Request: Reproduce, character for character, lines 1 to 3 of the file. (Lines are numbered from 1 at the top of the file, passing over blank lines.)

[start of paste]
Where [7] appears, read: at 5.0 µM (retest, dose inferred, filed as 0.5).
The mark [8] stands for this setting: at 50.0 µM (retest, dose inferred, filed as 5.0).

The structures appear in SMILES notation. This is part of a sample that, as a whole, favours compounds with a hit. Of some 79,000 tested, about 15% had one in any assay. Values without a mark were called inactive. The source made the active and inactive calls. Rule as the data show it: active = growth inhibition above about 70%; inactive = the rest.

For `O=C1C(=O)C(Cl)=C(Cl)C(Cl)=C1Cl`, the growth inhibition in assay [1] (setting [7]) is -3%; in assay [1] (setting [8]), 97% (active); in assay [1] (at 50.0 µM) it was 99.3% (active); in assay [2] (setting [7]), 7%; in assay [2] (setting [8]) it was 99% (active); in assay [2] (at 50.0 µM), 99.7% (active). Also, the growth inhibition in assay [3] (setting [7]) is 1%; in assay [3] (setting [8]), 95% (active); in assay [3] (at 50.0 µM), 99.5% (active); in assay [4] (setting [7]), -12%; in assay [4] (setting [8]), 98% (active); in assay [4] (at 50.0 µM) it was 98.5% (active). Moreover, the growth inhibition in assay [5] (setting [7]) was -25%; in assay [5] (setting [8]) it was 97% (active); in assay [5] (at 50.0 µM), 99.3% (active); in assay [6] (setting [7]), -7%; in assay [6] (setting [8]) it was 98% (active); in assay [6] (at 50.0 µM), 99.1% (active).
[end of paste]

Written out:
Where [7] appears, read: at 5.0 µM (retest, dose inferred, filed as 0.5).
The mark [8] stands for this setting: at 50.0 µM (retest, dose inferred, filed as 5.0).

The structures appear in SMILES notation. This is part of a sample that, as a whole, favours compounds with a hit. Of some 79,000 tested, about 15% had one in any assay. Values without a mark were called inactive. The source made the active and inactive calls. Rule as the data show it: active = growth inhibition above about 70%; inactive = the rest.